Xu Y, Xi Q, Ge W, Zhang X (2013) Identification of serum MicroRNA-21 as a biomarker for early detection and prognosis in human epithelial ovarian cancer. Asian Pac J Cancer Prev 14(2):1057–1060. https://doi.org/10.7314/apjcp.2013.14.2.1057
Kartika A, Chasanah S, Fitriawan A, Tanjung D, Trirahmanto A, Pradjatmo H et al (2018) MicroRNA-21 as a biomarker for ovarian cancer detection. Indones J Biotechnol 23(1):35. https://doi.org/10.22146/ijbiotech.35692
Lou (2010) MicroRNA-21 promotes the cell proliferation, invasion, and migration abilities in ovarian epithelial carcinomas through inhibiting the expression of PTEN protein. Int J Mol Med. https://doi.org/10.3892/ijmm_00000530
Meng F, Henson R, Wehbe-Janek H, Ghoshal K, Jacob S, Patel T (2007) MicroRNA-21 regulates expression of the PTEN tumor suppressor gene in human hepatocellular cancer. Gastroenterology 133(2):647–658. https://doi.org/10.1053/j.gastro.2007.05.022
Asangani I, Rasheed S, Nikolova D, Leupold J, Colburn N, Post S, Allgayer H (2007) MicroRNA-21 (miR-21) post-transcriptionally downregulates tumor suppressor Pdcd4 and stimulates invasion, intravasation, and metastasis in colorectal cancer. Oncogene 27(15):2128–2136. https://doi.org/10.1038/sj.onc.1210856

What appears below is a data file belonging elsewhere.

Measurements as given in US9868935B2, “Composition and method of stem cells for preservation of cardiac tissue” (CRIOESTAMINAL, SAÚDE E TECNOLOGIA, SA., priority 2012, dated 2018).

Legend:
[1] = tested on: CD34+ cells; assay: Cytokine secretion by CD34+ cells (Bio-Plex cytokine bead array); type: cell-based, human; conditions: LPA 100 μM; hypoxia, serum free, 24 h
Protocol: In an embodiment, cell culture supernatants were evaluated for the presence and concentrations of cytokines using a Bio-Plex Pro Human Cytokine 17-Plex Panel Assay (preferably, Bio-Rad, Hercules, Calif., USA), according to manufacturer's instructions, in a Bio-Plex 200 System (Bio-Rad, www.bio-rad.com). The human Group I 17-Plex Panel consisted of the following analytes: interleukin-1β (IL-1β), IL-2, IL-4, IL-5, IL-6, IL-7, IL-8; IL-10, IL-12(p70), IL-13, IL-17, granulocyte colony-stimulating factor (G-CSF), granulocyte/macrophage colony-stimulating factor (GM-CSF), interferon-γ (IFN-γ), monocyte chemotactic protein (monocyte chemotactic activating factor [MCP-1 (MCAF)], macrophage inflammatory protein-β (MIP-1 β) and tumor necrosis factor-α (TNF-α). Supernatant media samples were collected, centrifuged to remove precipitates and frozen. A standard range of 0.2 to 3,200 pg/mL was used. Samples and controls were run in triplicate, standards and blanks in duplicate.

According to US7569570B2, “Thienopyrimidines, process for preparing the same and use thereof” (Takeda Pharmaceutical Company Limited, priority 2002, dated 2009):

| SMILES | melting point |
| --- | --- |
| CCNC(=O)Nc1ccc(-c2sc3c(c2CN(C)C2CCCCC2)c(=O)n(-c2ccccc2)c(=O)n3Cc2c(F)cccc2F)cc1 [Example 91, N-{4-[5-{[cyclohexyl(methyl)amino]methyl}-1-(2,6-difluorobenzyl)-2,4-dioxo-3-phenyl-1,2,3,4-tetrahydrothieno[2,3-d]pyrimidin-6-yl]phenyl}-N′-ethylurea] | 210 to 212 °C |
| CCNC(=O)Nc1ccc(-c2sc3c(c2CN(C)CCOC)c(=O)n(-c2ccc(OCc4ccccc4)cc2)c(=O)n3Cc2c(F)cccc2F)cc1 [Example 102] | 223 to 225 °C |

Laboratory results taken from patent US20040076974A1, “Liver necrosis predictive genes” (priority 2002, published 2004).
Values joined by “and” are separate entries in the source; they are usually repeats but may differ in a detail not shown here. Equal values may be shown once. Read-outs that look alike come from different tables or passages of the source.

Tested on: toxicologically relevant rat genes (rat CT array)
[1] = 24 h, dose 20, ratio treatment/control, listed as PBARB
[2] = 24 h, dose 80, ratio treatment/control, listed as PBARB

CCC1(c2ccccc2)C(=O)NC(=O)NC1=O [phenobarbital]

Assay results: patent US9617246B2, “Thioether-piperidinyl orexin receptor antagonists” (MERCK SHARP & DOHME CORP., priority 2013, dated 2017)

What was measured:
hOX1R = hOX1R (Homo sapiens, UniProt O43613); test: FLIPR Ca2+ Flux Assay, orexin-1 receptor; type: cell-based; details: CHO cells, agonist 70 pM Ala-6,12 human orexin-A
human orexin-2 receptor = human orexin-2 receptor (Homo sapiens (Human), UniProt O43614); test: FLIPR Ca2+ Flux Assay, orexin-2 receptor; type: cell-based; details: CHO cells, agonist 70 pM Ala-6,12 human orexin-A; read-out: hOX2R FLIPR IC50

Chan J, Blansit K, Kiet T, Sherman A, Wong G, Earle C, Bourguignon L (2014) The inhibition of miR-21 promotes apoptosis and chemosensitivity in ovarian cancer. Gynecol Oncol 132(3):739–744. https://doi.org/10.1016/j.ygyno.2014.01.034
Nam E, Yoon H, Kim S, Kim H, Kim Y, Kim J et al (2008) MicroRNA expression profiles in serous ovarian carcinoma. Clin Cancer Res 14(9):2690–2695. https://doi.org/10.1158/1078-0432.ccr-07-1731
Azzam A, Hashad D, Kamel N (2013) Evaluation of HE4 as an extrabiomarker to CA125 to improve detection of ovarian carcinoma: is it time for a step forward? Arch Gynecol Obstetr 288(1):167–172. https://doi.org/10.1007/s00404-013-2722-2
Park Y, Lee J, Hong D, Lee E, Kim H (2011) Diagnostic performances of HE4 and CA125 for the detection of ovarian cancer from patients with various gynecologic and non-gynecologic diseases. Clin Biochem 44(10–11):884–888. https://doi.org/10.1016/j.clinbiochem.2011.04.011
Ethics approval and consent to participate
This study has been approved by the Faculty of Medicine, Zagazig University, IRB, for human studies (reference number is 9066/27-1-2021), and the patients have signed informed written consent.
Consent for publication
All authors declared that they have no competing interests.
Springer Nature remains neutral with regard to jurisdictional claims in published maps and institutional affiliations.
About this article
Cite this article
Talaat, A., Helmy, M.A. & Saadawy, S.F. Evaluation of miRNA-21 and CA-125 as a promising diagnostic biomarker in patients with ovarian cancer. Egypt J Med Hum Genet 23, 123 (2022). https://doi.org/10.1186/s43042-022-00342-5
- Ovarian cancer